Chipping Away at the Uninsured Rate among Children: Why Continued CHIP Funding is Essential
The State Children’s Health Insurance Program – now referred to as the Children’s Health Insurance Program (CHIP) – was established in 1997. Continued CHIP funding is imperative given that this program has succeeded in reducing the number of uninsured children by half.
(The Center for Health Affairs, March 2015)
Access Works: Seven Reasons Why Continued Support of Medicaid is Critical
When Medicaid expansion became a reality in Ohio – and childless adults earning up to 138 percent of the federal poverty level gained access to health insurance – Ohio healthcare advocates celebrated this hard-fought victory. This Policy Snapshot includes information about how Medicaid provides access to necessary healthcare services, why it is essential to a person’s well-being, a description of why costs to the state are minimal, and more.
(The Center for Health Affairs, February 2015)
This Policy Snapshot details how the Controlling Board’s decision to authorize spending to extend Medicaid made Medicaid expansion a reality in Ohio.
This brochure summarizes the impact that an extension of Ohio’s current Medicaid program would have on Northeast Ohio. The pamphlet-like format allows readers to easily access key facts and figures of the proposal, including who would be covered by the extension and what costs Ohio would incur over time.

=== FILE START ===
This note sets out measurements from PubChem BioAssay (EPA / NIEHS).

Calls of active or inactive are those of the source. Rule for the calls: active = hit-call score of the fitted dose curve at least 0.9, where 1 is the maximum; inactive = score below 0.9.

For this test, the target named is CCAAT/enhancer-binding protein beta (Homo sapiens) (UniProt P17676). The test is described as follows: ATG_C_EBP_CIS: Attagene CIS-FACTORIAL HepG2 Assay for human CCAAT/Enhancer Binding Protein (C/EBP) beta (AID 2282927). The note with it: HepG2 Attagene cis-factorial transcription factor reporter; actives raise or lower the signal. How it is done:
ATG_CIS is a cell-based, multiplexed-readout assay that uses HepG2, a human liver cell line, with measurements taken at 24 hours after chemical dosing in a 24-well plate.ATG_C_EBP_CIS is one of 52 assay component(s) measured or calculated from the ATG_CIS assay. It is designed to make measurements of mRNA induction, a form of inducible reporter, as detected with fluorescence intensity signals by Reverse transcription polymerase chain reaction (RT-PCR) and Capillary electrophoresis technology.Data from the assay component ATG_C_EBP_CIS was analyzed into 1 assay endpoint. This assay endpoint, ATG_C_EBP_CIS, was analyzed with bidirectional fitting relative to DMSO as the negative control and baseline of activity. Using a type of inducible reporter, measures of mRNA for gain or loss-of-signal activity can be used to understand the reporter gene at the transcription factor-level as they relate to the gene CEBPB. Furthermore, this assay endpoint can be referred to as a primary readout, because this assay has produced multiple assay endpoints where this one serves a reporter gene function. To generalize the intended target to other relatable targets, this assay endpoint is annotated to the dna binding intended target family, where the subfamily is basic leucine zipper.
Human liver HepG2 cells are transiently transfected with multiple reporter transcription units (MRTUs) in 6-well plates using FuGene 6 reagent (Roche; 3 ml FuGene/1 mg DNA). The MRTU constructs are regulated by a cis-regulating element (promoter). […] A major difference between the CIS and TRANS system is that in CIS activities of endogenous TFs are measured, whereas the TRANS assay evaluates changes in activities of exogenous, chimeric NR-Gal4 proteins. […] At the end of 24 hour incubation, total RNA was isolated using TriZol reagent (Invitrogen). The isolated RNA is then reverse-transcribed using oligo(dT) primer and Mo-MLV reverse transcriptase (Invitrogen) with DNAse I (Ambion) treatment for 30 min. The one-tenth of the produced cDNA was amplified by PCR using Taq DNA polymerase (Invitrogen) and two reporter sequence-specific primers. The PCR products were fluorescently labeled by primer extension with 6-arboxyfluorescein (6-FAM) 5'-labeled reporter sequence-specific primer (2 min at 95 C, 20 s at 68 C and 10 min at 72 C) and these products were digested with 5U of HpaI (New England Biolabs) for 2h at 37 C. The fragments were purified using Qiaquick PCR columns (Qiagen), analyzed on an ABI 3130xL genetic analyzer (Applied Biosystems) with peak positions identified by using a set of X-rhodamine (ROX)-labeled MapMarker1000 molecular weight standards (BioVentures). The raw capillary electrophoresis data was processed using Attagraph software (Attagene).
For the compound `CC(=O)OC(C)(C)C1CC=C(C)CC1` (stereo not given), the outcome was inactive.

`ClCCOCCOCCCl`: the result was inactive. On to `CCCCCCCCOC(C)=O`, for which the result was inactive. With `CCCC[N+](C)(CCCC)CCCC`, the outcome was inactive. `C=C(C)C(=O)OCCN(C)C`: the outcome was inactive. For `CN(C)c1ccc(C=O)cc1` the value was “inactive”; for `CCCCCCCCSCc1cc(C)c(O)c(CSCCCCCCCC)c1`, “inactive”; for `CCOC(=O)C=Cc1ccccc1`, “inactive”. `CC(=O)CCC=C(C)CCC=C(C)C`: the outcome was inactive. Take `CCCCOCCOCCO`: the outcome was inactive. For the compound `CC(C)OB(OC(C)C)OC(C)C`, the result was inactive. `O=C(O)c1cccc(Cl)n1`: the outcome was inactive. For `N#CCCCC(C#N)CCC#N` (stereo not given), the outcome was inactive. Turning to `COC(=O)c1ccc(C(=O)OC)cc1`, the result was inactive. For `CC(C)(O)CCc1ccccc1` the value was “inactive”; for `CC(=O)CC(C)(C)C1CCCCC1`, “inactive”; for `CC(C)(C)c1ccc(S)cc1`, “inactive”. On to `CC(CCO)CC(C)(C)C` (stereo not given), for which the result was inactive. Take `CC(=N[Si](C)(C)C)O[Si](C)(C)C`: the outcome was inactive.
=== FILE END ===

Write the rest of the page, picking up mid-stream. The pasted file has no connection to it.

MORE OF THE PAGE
(The Center for Health Affairs, April 2013)
Established in 1965, Medicaid is funded jointly by the state and federal governments and provides health insurance to eligible low-income and medically vulnerable people. This publication discusses Medicaid eligibility, enrollment, funding and medical care.
(The Center for Health Affairs, March 2013)
Three states that substantially expanded adult Medicaid eligibility since 2000 – New York, Maine and Arizona – experienced a 6.1 percent reduction in adult mortality. Reductions in mortality were greatest for minorities, individuals from poorer counties and older adults. State expansions also reduced the proportion of uninsured adults by 3.2 percentage points and decreased the proportion of adults delaying care because of costs by 2.9 percentage points.
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